Unlike Gödel machines, Hutter's recent AIXI model  generally needs unlimited computational resources per input update. It combines Solomonoff's universal prediction scheme [48,49] with an expectimax computation. In discrete cycle , action results in perception and reward , both sampled from the unknown (reactive) environmental probability distribution . AIXI defines a mixture distribution as a weighted sum of distributions , where is any class of distributions that includes the true environment . For example, may be a sum of all computable distributions [48,49], where the sum of the weights does not exceed 1. In cycle , AIXI selects as next action the first in an action sequence maximizing -predicted reward up to some given horizon. Recent work  demonstrated AIXI 's optimal use of observations as follows. The Bayes-optimal policy based on the mixture is self-optimizing in the sense that its average utility value converges asymptotically for all to the optimal value achieved by the (infeasible) Bayes-optimal policy which knows in advance. The necessary condition that admits self-optimizing policies is also sufficient. Furthermore, is Pareto-optimal in the sense that there is no other policy yielding higher or equal value in all environments and a strictly higher value in at least one .
While AIXI clarifies certain theoretical limits of machine learning, it is computationally intractable, especially when includes all computable distributions. This drawback motivated work on the time-bounded, asymptotically optimal AIXI(t,l) system  and the related HSEARCH , both already discussed in the introduction. Both methods could be used to seed the Gödel machine with an initial policy. Unlike AIXI(t,l) and HSEARCH, however, the Gödel machine is not only asymptotically optimal but optimal relative to any given formal self-improvement criterion (which does not have to ignore constant slowdowns just because they are constant). It is defined this way. Unlike AIXI(t,l) it does not have to make the unrealistic assumption that all events of the entire life are memorizable (which is actually a minor issue considering the other costs of AIXI(t,l)). Moreover, the Gödel machine neither requires AIXI(t,l)'s assumption of an enumerable environmental distribution nor AIXI(t,l)'s particular utility function--we may plug in other types of utility functions as well.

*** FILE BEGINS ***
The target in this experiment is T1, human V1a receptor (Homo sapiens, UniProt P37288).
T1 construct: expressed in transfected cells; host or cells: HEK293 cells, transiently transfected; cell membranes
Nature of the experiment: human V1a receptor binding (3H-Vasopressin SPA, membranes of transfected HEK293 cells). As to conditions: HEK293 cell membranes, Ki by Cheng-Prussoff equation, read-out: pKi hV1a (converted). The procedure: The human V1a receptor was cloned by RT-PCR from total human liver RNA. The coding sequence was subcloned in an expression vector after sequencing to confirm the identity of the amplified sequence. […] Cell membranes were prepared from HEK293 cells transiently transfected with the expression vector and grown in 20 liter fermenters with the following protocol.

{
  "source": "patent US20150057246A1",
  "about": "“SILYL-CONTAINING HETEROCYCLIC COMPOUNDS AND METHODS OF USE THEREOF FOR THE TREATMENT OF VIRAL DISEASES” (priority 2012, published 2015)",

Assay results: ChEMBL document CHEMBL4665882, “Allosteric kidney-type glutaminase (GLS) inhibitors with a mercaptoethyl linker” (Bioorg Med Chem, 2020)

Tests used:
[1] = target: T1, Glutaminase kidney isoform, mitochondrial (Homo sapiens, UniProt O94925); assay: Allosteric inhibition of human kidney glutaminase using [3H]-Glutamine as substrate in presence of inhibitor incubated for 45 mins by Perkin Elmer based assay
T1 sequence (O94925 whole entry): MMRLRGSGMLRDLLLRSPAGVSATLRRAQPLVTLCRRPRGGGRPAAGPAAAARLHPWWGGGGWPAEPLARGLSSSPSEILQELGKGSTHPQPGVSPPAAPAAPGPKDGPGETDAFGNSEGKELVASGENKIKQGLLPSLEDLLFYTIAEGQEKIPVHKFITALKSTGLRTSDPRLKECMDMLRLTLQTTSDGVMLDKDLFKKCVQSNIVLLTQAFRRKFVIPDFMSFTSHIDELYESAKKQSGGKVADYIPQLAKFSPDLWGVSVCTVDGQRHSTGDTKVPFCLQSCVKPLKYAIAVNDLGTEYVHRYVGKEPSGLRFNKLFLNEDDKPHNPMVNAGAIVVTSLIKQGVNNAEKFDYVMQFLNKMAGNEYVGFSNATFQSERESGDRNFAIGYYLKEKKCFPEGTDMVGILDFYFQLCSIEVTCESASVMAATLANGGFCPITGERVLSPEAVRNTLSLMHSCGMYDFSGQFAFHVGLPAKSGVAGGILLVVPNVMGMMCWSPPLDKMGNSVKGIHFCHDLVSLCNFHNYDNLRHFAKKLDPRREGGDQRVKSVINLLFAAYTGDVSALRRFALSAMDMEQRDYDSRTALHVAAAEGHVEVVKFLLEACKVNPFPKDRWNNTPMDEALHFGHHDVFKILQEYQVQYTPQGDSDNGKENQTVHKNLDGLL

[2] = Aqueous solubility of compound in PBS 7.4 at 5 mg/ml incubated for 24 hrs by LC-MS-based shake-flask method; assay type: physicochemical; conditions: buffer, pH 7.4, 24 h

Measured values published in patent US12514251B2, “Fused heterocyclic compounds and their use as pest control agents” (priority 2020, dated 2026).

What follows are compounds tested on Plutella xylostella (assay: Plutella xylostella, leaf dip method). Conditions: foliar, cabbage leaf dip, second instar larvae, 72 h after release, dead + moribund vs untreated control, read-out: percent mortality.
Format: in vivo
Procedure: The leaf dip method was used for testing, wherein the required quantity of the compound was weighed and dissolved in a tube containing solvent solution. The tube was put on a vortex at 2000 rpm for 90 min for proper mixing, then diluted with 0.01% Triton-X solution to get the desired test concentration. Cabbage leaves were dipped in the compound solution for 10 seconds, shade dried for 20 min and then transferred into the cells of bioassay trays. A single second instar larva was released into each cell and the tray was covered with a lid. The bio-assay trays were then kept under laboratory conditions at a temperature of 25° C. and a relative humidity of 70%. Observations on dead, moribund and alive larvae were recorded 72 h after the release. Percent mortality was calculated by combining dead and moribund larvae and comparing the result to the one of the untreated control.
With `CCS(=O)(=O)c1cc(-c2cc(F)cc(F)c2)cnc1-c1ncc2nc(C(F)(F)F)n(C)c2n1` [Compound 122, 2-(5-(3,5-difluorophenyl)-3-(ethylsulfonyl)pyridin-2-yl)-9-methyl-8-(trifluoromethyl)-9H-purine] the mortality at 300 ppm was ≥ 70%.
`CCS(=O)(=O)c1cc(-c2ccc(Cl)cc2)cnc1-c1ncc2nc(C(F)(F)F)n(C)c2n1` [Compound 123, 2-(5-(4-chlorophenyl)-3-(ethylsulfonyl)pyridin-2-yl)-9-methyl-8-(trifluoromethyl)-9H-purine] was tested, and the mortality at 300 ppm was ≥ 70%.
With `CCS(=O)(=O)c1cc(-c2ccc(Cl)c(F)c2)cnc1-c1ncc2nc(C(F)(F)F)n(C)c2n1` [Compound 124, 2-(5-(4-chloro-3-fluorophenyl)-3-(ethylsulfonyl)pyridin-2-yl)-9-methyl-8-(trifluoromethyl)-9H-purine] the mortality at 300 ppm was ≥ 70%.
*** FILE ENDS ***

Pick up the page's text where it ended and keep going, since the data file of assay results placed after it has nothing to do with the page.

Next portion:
While both HSEARCH and AIXI(t,l) feature hardwired `meta-algorithms' that carefully allocate time to various subroutines in an unmodifiable way, the Gödel machine is self-referential and does not have any unchangeable software. It can replace the proof searcher itself by a faster, perhaps more focused or more domain-specific proof searcher in an online fashion, once the initial axioms together with experiences collected so far yield a proof there is one. It is precisely these self-referential aspects of the Gödel machine that relieve us of much of the burden of careful algorithm design--they make the Gödel machine both conceptually simpler and more general than AIXI(t,l) and HSEARCH.